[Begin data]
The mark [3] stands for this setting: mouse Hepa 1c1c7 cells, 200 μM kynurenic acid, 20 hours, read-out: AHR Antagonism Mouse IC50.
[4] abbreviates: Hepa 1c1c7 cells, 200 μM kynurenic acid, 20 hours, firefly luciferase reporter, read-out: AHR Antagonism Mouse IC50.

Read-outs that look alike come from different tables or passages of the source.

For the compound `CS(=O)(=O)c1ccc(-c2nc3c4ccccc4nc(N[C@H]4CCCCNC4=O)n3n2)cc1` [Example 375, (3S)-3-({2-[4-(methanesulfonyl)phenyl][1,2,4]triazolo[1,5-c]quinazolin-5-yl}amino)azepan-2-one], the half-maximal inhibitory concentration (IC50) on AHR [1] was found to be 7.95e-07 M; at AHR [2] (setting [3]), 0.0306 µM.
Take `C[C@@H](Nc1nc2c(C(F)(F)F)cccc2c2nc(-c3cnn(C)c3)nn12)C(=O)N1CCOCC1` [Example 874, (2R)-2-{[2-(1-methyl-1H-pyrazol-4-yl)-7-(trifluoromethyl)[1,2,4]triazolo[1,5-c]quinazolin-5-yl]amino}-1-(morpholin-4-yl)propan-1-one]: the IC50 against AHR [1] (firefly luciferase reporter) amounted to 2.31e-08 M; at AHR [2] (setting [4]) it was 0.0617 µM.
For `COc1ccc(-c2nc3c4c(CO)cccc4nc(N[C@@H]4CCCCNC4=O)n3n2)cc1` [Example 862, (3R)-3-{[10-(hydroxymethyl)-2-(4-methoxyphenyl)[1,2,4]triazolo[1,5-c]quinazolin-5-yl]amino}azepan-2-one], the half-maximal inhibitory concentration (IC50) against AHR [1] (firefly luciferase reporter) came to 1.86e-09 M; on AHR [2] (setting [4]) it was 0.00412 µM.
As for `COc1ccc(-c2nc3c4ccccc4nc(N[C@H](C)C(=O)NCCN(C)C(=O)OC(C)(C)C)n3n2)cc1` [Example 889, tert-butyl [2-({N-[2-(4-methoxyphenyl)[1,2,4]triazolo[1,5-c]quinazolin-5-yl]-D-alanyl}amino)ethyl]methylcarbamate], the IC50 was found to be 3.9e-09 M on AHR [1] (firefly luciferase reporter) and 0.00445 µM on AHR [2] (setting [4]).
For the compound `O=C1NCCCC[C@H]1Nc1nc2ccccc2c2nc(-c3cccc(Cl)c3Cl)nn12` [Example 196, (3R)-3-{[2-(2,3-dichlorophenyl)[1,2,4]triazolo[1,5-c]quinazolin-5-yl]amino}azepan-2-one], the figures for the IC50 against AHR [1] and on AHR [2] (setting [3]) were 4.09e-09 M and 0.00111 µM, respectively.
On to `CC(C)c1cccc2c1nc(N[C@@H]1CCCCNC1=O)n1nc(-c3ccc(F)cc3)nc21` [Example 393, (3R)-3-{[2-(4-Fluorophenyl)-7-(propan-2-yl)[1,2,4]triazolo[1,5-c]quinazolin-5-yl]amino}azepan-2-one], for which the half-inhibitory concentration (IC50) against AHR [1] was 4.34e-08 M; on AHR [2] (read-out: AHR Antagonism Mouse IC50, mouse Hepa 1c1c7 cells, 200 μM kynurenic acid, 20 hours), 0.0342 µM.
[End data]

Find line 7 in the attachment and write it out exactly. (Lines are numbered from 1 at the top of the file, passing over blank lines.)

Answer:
As for `COc1ccc(-c2nc3c4ccccc4nc(N[C@H](C)C(=O)NCCN(C)C(=O)OC(C)(C)C)n3n2)cc1` [Example 889, tert-butyl [2-({N-[2-(4-methoxyphenyl)[1,2,4]triazolo[1,5-c]quinazolin-5-yl]-D-alanyl}amino)ethyl]methylcarbamate], the IC50 was found to be 3.9e-09 M on AHR [1] (firefly luciferase reporter) and 0.00445 µM on AHR [2] (setting [4]).